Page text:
Find the Perfect Form Factor

Mechanical Keyboard form factor refers to the physical shape, size, and number of keys. Three common form factors are displayed in the image above. Form factor is important because it should be the first decision made for narrowing down which mechanical keyboard fits your needs.

Form factor and layout are not the same thing. A mechanical keyboards layout is specifically the location of the keys on the keyboard. This can refer to classic keyboard layouts such as QWERTY, or a simple change such as making a mechanical keyboard win-keyless (not including a windows key next to the ctrl key).

Discussion related to mechanical keyboards can be jargon heavy, especially for newcomers into the mech world, if you have any questions about vocabulary please refer to the mechanical keyboard term glossary or  contact us.


Introduction to Form Factors

Full Size


Starting with the most common keyboard form factor, the full size form factor is known to all. This keyboard layout generally has 104 keys, laid out similar to the Corsair Gaming K70 RAPIDFIRE, pictured above. Some mechanical keyboards may have extra function/macro keys for gamers that require intenstive keybindings.

What sets the full size form factor apart from the rest? The distinctive characteristic is the number pad located to the right side of the keyboard. If your daily work or play activities include heavy data entry and calculations, the full form factor is your best bet for productivity. If you do not have much use for a number pad, other mechanical keyboard form factors may be more compelling.  You can view our compiled list of best mechanical keyboards of 2016.

Tenkeyless Form Factor

Tenkeyless keyboards are full size keyboards with 10 keys removed. Get it? The tenkeyless form factor was designed for users who rarely use the number pad, but do not want to sacrifice the productivity provided by dedicated arrow keys. More and more users are adopting the tenkeyless (TKL) design for their mechanical keyboard. Many games and applications have pulled away from Numpad-centric shortcuts, allowing their keyboard to shrink to a more ergonomic design. No Numpad means that majority of mouse-users can bring the mouse hand closer to a more natural position near their body center, relaxing the shoulder and strain over a long period of use.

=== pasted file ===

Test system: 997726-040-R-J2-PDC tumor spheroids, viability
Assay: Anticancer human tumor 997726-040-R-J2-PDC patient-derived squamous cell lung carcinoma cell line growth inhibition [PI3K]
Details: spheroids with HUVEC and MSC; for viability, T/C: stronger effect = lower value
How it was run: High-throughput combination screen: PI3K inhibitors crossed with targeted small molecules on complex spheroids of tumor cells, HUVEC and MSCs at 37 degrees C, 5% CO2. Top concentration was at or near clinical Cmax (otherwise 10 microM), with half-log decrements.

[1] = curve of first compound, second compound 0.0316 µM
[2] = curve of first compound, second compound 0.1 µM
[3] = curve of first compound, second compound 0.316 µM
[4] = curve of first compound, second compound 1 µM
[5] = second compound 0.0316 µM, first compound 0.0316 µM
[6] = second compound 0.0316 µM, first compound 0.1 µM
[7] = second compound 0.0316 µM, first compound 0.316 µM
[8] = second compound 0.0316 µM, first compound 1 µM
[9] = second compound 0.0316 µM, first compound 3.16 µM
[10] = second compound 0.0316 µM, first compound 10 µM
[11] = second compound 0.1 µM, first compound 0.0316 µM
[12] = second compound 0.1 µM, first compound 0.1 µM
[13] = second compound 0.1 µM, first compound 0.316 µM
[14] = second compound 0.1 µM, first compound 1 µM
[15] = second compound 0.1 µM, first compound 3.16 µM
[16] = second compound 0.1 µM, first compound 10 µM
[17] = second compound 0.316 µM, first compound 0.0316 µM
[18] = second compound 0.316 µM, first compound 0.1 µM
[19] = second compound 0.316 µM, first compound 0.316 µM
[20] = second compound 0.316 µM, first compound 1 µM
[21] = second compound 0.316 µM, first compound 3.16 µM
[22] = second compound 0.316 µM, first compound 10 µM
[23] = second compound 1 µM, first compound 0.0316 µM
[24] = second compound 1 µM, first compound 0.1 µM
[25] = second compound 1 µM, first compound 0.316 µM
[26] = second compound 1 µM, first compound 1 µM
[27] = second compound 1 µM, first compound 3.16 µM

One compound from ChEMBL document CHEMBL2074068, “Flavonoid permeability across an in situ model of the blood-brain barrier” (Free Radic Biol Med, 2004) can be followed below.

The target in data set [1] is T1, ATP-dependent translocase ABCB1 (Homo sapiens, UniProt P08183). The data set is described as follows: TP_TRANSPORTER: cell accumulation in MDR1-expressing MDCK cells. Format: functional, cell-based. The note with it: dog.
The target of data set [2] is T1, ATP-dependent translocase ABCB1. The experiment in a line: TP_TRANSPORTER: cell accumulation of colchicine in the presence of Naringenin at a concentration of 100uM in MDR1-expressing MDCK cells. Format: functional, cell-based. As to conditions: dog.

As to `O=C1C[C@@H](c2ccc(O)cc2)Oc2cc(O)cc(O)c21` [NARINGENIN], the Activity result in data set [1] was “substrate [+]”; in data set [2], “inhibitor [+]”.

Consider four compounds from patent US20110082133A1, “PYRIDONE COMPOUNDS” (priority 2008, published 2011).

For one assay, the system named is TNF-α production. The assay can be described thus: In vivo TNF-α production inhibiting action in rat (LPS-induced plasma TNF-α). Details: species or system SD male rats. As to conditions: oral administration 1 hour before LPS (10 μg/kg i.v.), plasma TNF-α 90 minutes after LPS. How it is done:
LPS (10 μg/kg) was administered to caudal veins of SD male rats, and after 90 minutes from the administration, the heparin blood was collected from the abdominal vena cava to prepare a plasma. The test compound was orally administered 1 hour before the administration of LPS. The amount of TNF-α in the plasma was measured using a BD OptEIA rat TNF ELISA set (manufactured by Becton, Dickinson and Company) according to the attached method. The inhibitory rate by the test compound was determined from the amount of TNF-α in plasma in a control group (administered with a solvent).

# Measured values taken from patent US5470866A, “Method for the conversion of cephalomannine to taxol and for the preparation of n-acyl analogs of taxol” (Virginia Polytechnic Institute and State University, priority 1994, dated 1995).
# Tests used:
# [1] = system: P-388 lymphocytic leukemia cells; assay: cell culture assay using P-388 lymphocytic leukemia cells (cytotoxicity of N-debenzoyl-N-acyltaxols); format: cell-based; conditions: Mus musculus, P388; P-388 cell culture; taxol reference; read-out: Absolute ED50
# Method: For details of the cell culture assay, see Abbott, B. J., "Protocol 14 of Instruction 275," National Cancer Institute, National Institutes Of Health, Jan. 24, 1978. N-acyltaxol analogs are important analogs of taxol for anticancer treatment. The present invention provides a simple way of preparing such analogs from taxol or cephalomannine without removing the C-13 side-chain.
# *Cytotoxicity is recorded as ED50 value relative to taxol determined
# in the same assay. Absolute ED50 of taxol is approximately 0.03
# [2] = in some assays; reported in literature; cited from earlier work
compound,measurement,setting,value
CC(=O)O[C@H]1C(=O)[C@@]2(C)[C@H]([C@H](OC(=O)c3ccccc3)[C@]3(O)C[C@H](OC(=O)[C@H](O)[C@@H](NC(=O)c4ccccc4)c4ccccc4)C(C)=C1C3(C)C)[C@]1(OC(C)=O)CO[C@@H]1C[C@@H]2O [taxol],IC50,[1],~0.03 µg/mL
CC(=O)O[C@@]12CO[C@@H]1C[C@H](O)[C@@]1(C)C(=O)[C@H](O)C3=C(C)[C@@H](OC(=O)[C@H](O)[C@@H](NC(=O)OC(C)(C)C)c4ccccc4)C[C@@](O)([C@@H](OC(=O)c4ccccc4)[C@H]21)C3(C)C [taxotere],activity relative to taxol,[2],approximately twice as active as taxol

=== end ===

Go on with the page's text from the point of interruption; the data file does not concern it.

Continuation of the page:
Benefits of the tenkeyless form factor include:

  • Being able to keep the mouse closer to the edge of the keyboard
  • Saving desk space
  • Mobility and portability
  • Reducing the distance the hand has to travel from transitioning between typing and using the mouse

This form factor provides a balance between size and productivity.


60 Percent Form Factor

The 60 percent keyboard form factor was created with minimalism in mind. It strips the full form factor to the bare minimum required keys to efficiently type. The term comes from the form factor consisting of roughly 60% of the keys and size of the standard.

It is important to keep in mind you can still access the keys present on the other form factors, they are just embedded in function layers so it takes two key presses instead of the one required when you have a dedicated key. For example, to use the  arrow key on the Vortex KBC Poker 3 60% Mechanical keyboard (INSERT LINK) pictured above, you would hold down “FN” and press “WASD”. The standard keycap sets on most 60% form factor mechanical keyboards will have the function layer keys use printed on the side of the keycap.

60% keyboards are great space savers and are extremely portable. You can even place the mechanical keyboard over your laptop keyboard! They are easy to bring to and from class, school, work, or anywhere in between. Carrying cases (insert link) are available to keep your keyboard and power cord protected during transport.

75% Keyboard Form Factor

The 75% form factor is rare, with the exception being the Noppoo Choc Mini. This form factor is a condensed version of the tenkeyless. The 75% is a nice compromise to a tenkeyless functionality and a 60%’s compact design. These are great mechanical keyboards for those that need dedicated arrow keys and like the style of the 60% form factor.

Ergonomic Form Factor

Ergonomic form factors are becoming more popular and come in a wide variety of design theories. The Ergodox mechanical keyboard, pictured above, is designed for power users. The Ergodox has an ergonomic design with two separate typing surfaces for each hand. The mechanical keyboard allows the user to program each key individually, allowing for the ultimate typing experience.